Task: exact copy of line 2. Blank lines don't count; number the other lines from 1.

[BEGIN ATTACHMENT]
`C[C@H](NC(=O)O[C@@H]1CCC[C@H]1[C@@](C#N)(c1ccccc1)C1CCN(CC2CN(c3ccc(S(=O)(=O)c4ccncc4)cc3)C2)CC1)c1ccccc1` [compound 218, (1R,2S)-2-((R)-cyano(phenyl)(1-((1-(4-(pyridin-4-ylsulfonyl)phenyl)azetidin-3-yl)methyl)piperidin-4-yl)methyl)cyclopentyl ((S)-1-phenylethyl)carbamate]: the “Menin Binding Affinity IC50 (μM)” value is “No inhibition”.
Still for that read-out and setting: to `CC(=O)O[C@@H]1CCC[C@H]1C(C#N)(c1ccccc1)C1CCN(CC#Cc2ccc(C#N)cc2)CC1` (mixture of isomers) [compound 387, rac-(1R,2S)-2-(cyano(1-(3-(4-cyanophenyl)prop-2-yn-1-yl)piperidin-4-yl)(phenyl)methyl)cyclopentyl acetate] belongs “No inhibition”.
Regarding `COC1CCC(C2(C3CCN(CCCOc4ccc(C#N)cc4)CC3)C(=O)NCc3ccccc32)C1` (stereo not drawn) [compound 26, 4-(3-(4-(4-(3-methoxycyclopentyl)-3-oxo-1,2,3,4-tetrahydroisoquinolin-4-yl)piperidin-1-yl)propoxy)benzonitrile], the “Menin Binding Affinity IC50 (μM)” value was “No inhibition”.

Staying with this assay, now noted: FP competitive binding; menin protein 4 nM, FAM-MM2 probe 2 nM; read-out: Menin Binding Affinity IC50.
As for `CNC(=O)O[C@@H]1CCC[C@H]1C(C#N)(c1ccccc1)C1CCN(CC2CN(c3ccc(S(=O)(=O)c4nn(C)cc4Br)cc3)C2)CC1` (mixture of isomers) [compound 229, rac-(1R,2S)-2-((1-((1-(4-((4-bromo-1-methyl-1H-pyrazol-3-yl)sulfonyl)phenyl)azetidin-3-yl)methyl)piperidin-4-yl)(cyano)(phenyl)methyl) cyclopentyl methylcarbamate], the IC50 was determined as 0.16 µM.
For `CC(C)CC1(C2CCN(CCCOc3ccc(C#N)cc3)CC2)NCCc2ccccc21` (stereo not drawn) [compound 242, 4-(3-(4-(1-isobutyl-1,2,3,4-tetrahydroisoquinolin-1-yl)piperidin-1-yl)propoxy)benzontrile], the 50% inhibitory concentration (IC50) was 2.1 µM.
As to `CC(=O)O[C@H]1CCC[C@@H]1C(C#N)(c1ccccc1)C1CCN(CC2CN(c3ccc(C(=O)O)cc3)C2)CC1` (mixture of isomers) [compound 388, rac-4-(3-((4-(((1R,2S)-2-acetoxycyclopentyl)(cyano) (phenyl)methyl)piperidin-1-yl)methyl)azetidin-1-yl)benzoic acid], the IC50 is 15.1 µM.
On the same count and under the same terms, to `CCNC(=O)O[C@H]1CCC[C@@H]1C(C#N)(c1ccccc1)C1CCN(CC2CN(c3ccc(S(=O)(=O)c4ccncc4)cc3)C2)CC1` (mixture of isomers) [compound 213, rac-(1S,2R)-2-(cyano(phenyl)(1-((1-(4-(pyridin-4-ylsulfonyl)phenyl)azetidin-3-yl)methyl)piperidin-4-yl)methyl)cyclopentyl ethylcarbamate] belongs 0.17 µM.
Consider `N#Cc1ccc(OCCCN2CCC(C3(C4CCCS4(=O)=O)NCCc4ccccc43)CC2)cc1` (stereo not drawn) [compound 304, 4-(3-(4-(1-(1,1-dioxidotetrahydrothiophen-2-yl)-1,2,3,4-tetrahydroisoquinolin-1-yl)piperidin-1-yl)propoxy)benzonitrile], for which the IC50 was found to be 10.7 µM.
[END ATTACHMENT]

Still for that read-out and setting: to `CC(=O)O[C@@H]1CCC[C@H]1C(C#N)(c1ccccc1)C1CCN(CC#Cc2ccc(C#N)cc2)CC1` (mixture of isomers) [compound 387, rac-(1R,2S)-2-(cyano(1-(3-(4-cyanophenyl)prop-2-yn-1-yl)piperidin-4-yl)(phenyl)methyl)cyclopentyl acetate] belongs “No inhibition”.